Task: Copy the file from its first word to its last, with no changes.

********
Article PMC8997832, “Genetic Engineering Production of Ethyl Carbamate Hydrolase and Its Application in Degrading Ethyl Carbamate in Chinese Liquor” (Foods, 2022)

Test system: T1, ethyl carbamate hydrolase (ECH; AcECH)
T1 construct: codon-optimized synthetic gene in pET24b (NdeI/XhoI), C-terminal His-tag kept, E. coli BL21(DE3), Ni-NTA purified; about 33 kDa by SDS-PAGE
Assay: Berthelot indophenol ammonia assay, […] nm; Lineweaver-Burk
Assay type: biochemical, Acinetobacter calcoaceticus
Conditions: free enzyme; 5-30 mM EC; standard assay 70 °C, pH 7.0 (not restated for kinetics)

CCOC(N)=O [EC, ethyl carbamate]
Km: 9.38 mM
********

Article PMC8997832, “Genetic Engineering Production of Ethyl Carbamate Hydrolase and Its Application in Degrading Ethyl Carbamate in Chinese Liquor” (Foods, 2022)

Test system: T1, ethyl carbamate hydrolase (ECH; AcECH)
T1 construct: codon-optimized synthetic gene in pET24b (NdeI/XhoI), C-terminal His-tag kept, E. coli BL21(DE3), Ni-NTA purified; about 33 kDa by SDS-PAGE
Assay: Berthelot indophenol ammonia assay, […] nm; Lineweaver-Burk
Assay type: biochemical, Acinetobacter calcoaceticus
Conditions: free enzyme; 5-30 mM EC; standard assay 70 °C, pH 7.0 (not restated for kinetics)

CCOC(N)=O [EC, ethyl carbamate]
Km: 9.38 mM